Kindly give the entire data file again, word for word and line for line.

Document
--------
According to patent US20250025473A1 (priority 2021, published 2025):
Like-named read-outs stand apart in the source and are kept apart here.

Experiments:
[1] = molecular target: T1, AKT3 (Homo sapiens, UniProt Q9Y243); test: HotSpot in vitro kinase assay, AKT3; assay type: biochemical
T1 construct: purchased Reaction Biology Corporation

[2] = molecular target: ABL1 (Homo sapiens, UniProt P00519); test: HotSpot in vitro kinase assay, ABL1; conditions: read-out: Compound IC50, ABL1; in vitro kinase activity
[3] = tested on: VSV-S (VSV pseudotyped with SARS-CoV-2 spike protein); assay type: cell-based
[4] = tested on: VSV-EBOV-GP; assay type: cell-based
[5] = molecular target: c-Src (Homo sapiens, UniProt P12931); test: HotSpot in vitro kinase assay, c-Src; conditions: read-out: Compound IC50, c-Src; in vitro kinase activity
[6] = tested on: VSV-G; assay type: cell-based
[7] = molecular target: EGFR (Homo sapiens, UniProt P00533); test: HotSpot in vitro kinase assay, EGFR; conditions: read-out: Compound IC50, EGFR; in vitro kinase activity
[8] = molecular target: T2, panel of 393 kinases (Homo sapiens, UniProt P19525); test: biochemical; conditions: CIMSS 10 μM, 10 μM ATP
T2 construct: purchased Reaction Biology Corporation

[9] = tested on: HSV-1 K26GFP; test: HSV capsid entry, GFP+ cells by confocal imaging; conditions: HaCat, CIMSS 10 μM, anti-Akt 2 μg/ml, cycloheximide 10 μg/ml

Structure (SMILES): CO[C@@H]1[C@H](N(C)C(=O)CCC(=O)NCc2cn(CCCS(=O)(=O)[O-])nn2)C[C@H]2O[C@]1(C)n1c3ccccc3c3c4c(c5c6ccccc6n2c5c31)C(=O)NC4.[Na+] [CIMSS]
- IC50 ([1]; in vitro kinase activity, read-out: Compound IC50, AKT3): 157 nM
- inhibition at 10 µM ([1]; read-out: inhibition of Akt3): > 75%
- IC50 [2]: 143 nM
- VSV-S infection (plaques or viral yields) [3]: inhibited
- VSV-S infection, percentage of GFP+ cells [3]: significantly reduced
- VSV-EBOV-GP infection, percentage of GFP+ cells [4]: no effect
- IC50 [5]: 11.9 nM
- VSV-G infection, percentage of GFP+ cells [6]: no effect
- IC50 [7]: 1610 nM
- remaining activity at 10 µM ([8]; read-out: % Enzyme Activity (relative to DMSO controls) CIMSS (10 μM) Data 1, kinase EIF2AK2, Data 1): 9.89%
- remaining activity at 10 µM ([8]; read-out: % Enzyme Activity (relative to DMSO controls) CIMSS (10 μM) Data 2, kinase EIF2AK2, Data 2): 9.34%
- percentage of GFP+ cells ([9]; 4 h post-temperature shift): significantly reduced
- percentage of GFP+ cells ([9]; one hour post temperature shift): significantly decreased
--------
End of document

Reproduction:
According to patent US20250025473A1 (priority 2021, published 2025):
Like-named read-outs stand apart in the source and are kept apart here.

Experiments:
[1] = molecular target: T1, AKT3 (Homo sapiens, UniProt Q9Y243); test: HotSpot in vitro kinase assay, AKT3; assay type: biochemical
T1 construct: purchased Reaction Biology Corporation

[2] = molecular target: ABL1 (Homo sapiens, UniProt P00519); test: HotSpot in vitro kinase assay, ABL1; conditions: read-out: Compound IC50, ABL1; in vitro kinase activity
[3] = tested on: VSV-S (VSV pseudotyped with SARS-CoV-2 spike protein); assay type: cell-based
[4] = tested on: VSV-EBOV-GP; assay type: cell-based
[5] = molecular target: c-Src (Homo sapiens, UniProt P12931); test: HotSpot in vitro kinase assay, c-Src; conditions: read-out: Compound IC50, c-Src; in vitro kinase activity
[6] = tested on: VSV-G; assay type: cell-based
[7] = molecular target: EGFR (Homo sapiens, UniProt P00533); test: HotSpot in vitro kinase assay, EGFR; conditions: read-out: Compound IC50, EGFR; in vitro kinase activity
[8] = molecular target: T2, panel of 393 kinases (Homo sapiens, UniProt P19525); test: biochemical; conditions: CIMSS 10 μM, 10 μM ATP
T2 construct: purchased Reaction Biology Corporation

[9] = tested on: HSV-1 K26GFP; test: HSV capsid entry, GFP+ cells by confocal imaging; conditions: HaCat, CIMSS 10 μM, anti-Akt 2 μg/ml, cycloheximide 10 μg/ml

Structure (SMILES): CO[C@@H]1[C@H](N(C)C(=O)CCC(=O)NCc2cn(CCCS(=O)(=O)[O-])nn2)C[C@H]2O[C@]1(C)n1c3ccccc3c3c4c(c5c6ccccc6n2c5c31)C(=O)NC4.[Na+] [CIMSS]
- IC50 ([1]; in vitro kinase activity, read-out: Compound IC50, AKT3): 157 nM
- inhibition at 10 µM ([1]; read-out: inhibition of Akt3): > 75%
- IC50 [2]: 143 nM
- VSV-S infection (plaques or viral yields) [3]: inhibited
- VSV-S infection, percentage of GFP+ cells [3]: significantly reduced
- VSV-EBOV-GP infection, percentage of GFP+ cells [4]: no effect
- IC50 [5]: 11.9 nM
- VSV-G infection, percentage of GFP+ cells [6]: no effect
- IC50 [7]: 1610 nM
- remaining activity at 10 µM ([8]; read-out: % Enzyme Activity (relative to DMSO controls) CIMSS (10 μM) Data 1, kinase EIF2AK2, Data 1): 9.89%
- remaining activity at 10 µM ([8]; read-out: % Enzyme Activity (relative to DMSO controls) CIMSS (10 μM) Data 2, kinase EIF2AK2, Data 2): 9.34%
- percentage of GFP+ cells ([9]; 4 h post-temperature shift): significantly reduced
- percentage of GFP+ cells ([9]; one hour post temperature shift): significantly decreased